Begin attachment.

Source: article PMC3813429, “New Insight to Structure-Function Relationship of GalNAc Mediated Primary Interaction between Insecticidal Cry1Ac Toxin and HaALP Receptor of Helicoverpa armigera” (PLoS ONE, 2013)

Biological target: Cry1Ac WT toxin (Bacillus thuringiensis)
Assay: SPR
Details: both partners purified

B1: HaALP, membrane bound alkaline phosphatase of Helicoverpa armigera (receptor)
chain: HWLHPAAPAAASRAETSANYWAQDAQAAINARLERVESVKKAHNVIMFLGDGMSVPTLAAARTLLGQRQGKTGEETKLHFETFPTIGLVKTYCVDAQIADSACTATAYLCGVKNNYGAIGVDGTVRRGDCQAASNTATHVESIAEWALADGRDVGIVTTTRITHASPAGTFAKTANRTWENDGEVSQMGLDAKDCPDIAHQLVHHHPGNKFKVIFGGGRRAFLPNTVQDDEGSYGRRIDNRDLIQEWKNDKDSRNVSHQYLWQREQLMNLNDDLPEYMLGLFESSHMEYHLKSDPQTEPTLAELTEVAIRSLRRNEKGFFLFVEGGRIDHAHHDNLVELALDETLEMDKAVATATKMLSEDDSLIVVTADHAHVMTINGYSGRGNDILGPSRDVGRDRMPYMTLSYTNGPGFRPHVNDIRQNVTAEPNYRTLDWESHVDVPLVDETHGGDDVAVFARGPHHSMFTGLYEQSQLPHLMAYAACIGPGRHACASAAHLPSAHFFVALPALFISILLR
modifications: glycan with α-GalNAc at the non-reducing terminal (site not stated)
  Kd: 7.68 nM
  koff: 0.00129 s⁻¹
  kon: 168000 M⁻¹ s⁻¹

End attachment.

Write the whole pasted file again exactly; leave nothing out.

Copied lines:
Source: article PMC3813429, “New Insight to Structure-Function Relationship of GalNAc Mediated Primary Interaction between Insecticidal Cry1Ac Toxin and HaALP Receptor of Helicoverpa armigera” (PLoS ONE, 2013)

Biological target: Cry1Ac WT toxin (Bacillus thuringiensis)
Assay: SPR
Details: both partners purified

B1: HaALP, membrane bound alkaline phosphatase of Helicoverpa armigera (receptor)
chain: HWLHPAAPAAASRAETSANYWAQDAQAAINARLERVESVKKAHNVIMFLGDGMSVPTLAAARTLLGQRQGKTGEETKLHFETFPTIGLVKTYCVDAQIADSACTATAYLCGVKNNYGAIGVDGTVRRGDCQAASNTATHVESIAEWALADGRDVGIVTTTRITHASPAGTFAKTANRTWENDGEVSQMGLDAKDCPDIAHQLVHHHPGNKFKVIFGGGRRAFLPNTVQDDEGSYGRRIDNRDLIQEWKNDKDSRNVSHQYLWQREQLMNLNDDLPEYMLGLFESSHMEYHLKSDPQTEPTLAELTEVAIRSLRRNEKGFFLFVEGGRIDHAHHDNLVELALDETLEMDKAVATATKMLSEDDSLIVVTADHAHVMTINGYSGRGNDILGPSRDVGRDRMPYMTLSYTNGPGFRPHVNDIRQNVTAEPNYRTLDWESHVDVPLVDETHGGDDVAVFARGPHHSMFTGLYEQSQLPHLMAYAACIGPGRHACASAAHLPSAHFFVALPALFISILLR
modifications: glycan with α-GalNAc at the non-reducing terminal (site not stated)
  Kd: 7.68 nM
  koff: 0.00129 s⁻¹
  kon: 168000 M⁻¹ s⁻¹